NFL rewind: John Elway leads the Broncos on ‘The Drive’
From the time we were young many of us have fantasized about leading our team to a big victory when the odds are against us and hope is all but lost. Whether it’s a three-point buzzer beater, a homerun in the bottom of the 9th, or the game winning touchdown as time expires, these vivid images have been relived over and over on empty fields and basketball courts as solo conductors orchestrate the perfect symphony play after play.
The reality of the situation is that the opportunity to live out such a childhood fantasy is only bestowed upon a select few. In 1987, Denver Broncos quarterback John Elway was in his fourth year in the NFL. His Broncos had made the AFC Championship game and would face the Cleveland Browns. Little did Elway realize going into that game that it would be his opportunity to live out his childhood fantasy. It would be the day of the drive.
Many NFL quarterbacks have led their teams down the field at the end of a game for the winning score. Joe Montana and Tom Brady both did it in Super Bowls and where the stakes were higher their efforts fail in comparison to what Elway did against the Browns on that frigid Sunday afternoon. In the biggest moment of his career, Elway was about to define the phrase fourth quarter comeback.
It was late in the fourth quarter and Bernie Kosar had just led his home team Browns down the field for a touchdown to break a 13-13 tie. Cleveland was 5:43 away from going to their first ever Super Bowl. Denver mishandled the ensuing kickoff and got the ball at the two yard line with just over five and half minutes left in regulation. Prior to this possession, the Broncos lone touchdown in the game had come in the second quarter. The odds were against Elway and the Broncos as 98 yards, a tough Browns defense and 80,000 hostile fans stood between Denver and their Super Bowl aspirations. But then…just like the many scenarios that are played out in a child’s mind on those empty fields…it began to happen.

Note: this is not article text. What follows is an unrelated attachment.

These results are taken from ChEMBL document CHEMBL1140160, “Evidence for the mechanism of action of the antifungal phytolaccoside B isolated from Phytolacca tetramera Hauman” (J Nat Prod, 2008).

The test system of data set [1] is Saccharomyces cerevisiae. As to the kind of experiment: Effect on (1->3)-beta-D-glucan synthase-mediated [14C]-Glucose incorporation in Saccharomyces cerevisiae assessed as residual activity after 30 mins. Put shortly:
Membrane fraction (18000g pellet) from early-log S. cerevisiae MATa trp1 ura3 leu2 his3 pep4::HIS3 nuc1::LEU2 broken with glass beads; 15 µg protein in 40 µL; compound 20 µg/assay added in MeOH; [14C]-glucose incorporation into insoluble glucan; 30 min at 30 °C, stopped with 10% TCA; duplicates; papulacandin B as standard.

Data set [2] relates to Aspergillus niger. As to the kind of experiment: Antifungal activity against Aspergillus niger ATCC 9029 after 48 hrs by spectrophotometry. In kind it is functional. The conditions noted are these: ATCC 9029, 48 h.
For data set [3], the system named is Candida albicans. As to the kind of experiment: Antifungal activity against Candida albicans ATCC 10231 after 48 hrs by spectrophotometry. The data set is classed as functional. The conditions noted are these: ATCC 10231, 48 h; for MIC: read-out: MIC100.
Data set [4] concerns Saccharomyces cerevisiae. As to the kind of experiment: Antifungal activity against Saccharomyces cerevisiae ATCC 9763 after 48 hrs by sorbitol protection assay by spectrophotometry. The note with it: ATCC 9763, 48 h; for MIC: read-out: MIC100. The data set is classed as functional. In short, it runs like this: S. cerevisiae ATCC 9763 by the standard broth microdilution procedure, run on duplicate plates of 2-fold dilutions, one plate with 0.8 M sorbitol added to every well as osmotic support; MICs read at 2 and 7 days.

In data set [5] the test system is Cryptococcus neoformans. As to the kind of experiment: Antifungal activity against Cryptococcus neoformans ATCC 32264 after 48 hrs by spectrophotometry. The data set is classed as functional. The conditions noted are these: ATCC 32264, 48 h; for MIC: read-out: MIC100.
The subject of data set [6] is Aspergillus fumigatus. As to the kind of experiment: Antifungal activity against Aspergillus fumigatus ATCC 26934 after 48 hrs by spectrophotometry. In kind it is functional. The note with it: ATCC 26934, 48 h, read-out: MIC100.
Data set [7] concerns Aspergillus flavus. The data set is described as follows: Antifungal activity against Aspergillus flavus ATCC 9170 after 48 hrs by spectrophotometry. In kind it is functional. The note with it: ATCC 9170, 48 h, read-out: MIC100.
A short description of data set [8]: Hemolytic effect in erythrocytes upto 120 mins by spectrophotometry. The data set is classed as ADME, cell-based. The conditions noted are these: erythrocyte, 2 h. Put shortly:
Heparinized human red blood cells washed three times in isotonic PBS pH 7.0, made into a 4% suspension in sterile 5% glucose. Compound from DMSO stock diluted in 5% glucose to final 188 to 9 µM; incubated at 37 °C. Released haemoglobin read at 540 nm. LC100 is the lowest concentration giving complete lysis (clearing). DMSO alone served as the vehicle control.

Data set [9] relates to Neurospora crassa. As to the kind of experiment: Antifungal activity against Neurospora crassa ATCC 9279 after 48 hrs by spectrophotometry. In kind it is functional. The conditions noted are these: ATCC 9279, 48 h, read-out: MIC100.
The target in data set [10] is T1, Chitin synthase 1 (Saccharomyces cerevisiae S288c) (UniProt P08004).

Looking the part of a battered warrior Elway took the field in the shadows of his end zone. The right side of his uniform was muddied from the field conditions that day and his pigeon-toed gate resembled that of another infamous John; John Wayne. The first play was a five yard pass to running back Sammy Winder. The Broncos would run the next two plays to get a first down and with it a little breathing room and renewed hope. Hope and opportunity would be all that Elway needed on this day as he would complete passes of 22 and 12 yards before getting sacked on a second down play that left the Broncos in a 3rd and 18 predicament on the Cleveland 48 with just under two minutes remaining.
It’s often said that you should judge a leader by how they respond in the most difficult moments. Without a doubt John Elway proved the type of leader he was on the drive. Of Elway’s demeanor during the drive Broncos’ receiver Vance Johnson would later say, “I never saw him so calm.” That calmness allowed Elway to hit Mark Jackson for 20 yards and a Broncos first down. Teams don’t convert 3rd and 18 on the road in a conference championship game every day. It was at this point that the Browns and their fans knew they were doomed while the Broncos realized they were about to do something special.
With 39 seconds left in the game the Broncos had gone 93 yards and were on the Browns’ five. Five yards is all that separated Elway from greatness and the completion of his 98 yard journey.
When Elway was drafted by the Baltimore Colts in 1983 he was also drafted by the New York Yankees. A talented quarterback and baseball player, on this day, Elway would rely on his pitching skills to complete the drive. The throw was a perfect strike; low and away to a sliding Mark Jackson. Touchdown Broncos and with the extra point the game would head to overtime. When the drive was all said and done Elway had moved his team the length of the field throwing for 78 yards while gaining 20 more on the ground. His career-defining performance was simply brilliant.
I often wonder if the NFL had the two point conversion back in 1987 if Dan Reeves would have had the guts to go for two. Elway was unstoppable on the drive and wasn’t going to be denied on that day.
The Broncos won the game in overtime on a 33 yard field goal by the barefooted Rich Karlis sending Elway to the first of his five Super Bowl appearances. No other quarterback has ever done that. Thanks for the memories John Elway.
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